As banks are businesses with shareholders, it is worth reiterating that these services are to be provided at a fee, albeit affordable. The numbers and scale available- over 41 million- mean that such collaborative efforts not only address the challenge of financing for 96 percent MSMEs in Nigeria without access to credit, but also simultaneously increase the bottom line of the banks. This approach understandably requires some modification in approach, from banks and credit officials, perfunctorily looking to just ‘tick the boxes’ when loan applications are made by MSMEs, to looking at ways in which they can support such challenges, through partnerships. This modification in approach can also be promoted within the framework of sustainable corporate social responsibility. This may also require the recruitment of credit officials with entrepreneurial backgrounds, by commercial banks. That way, they are more understanding of the challenges MSME face, especially micro enterprises, and can therefore make more informed credit decisions. Credit officials with finance only backgrounds, are more likely to quickly reject MSME loan applications.

And there is a role for government in these, as setting lending targets for banks towards certain sectors does not really work. The absence of titled documents and proper street identification in rural areas and unplanned urban areas where many MSMEs operators either reside or do business, makes registration verification more challenging. While increased town planning and government legislation are required, some of the more immediate measures that can be adopted to address these challenges include allowing structured notification by local government authorities, Traditional rulers or Community Leaders, to serve as some form of legal documentation for residences of such areas. Google Mapping and other relevant technology can be used to complement this process, that can unlock capital for MSMEs in Nigeria.


For advocacy, SMEDAN can partner with the CBN in getting the Bankers Committee, which is the exclusive forum for the chief executives of Nigerian banks and the directors of the different departments of the CBN, with CBN governor as chairman, to adopt these propositions. Given the limitations already identified with development financing, the drive by SMEDAN to establish an MFB for increased MSME lending, may not be the most efficient approach. As the Development Bank of Nigeria is already in place to do the same thing, SMEDAN could push for a larger role in the activities of the bank.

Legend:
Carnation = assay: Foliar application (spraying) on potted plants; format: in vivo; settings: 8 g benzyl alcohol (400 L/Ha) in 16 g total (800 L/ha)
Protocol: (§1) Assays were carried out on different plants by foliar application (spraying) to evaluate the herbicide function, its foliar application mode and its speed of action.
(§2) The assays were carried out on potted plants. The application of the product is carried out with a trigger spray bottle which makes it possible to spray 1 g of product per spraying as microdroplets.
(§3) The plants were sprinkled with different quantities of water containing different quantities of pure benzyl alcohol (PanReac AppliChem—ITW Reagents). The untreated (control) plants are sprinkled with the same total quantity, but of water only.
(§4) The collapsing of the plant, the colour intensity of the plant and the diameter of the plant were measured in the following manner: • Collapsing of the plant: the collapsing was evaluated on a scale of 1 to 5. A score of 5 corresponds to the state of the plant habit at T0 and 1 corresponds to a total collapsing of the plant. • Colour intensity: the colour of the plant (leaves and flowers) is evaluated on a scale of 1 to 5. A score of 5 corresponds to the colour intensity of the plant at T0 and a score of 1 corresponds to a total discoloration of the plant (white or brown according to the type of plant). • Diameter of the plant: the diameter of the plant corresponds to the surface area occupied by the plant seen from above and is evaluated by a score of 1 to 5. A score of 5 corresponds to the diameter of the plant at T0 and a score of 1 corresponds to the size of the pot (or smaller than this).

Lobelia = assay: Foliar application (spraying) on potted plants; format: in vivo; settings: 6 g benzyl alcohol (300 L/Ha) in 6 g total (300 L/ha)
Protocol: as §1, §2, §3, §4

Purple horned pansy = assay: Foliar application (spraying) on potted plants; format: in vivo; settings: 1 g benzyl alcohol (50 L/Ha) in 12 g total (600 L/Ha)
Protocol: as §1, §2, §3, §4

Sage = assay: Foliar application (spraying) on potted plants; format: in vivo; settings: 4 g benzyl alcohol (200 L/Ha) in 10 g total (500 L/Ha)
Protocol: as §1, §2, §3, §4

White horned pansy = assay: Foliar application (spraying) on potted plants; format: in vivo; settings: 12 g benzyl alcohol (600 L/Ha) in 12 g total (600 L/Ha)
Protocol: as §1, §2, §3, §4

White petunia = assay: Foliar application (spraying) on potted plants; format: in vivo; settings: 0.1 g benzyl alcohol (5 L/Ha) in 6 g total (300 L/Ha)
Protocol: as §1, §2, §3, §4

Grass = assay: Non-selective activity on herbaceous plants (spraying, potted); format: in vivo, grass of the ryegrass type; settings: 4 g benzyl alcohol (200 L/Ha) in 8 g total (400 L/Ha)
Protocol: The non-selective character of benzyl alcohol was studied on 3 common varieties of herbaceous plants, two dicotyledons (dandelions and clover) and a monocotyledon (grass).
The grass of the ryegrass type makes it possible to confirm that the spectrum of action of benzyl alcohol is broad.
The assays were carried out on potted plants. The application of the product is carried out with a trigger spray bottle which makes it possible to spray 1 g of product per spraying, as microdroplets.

These propositions are not in any away a suggestion or assumption that all MSMEs will be able to access finance from financial institutions, especially commercial banks. It is however a drive towards initiatives that take into consideration, the domestic circumstances that are prevalent in Nigeria, towards ameliorating the low access to finance by small businesses.

If the suggested approaches are adopted, commercial banks will reduce the number of declined loan applications, by providing finance to small businesses that are financially feasible with good business plans. Non-financial issues such as business registration, audited accounts, insurance cover, credit bureau registration, among others will therefore no longer be major reasons for declining loan applications by MSMEs.

Aside the profit banks will make from increased lending, given that idle deposited funds hardly generate profit, the banks will also make some profit when they provide some of the recommended support services to eligible small businesses such as auditing services, CAC physical or virtual business registration desk and Credit Bureau physical or virtual registration desk. These services should however be provided at very affordable rates, and the scale of transactions, given the millions of MSMEs in Nigeria, should make it financially worthwhile for the banks.

As every country will have to find ingenious ways of addressing its peculiar challenges, policy changes by commercial banks through in-house MSME support, can sustainably address the access to finance challenge that MSMEs have in Nigeria.

Uwanaka writes through [email protected]

Views expressed by contributors are strictly personal and not of TheCable.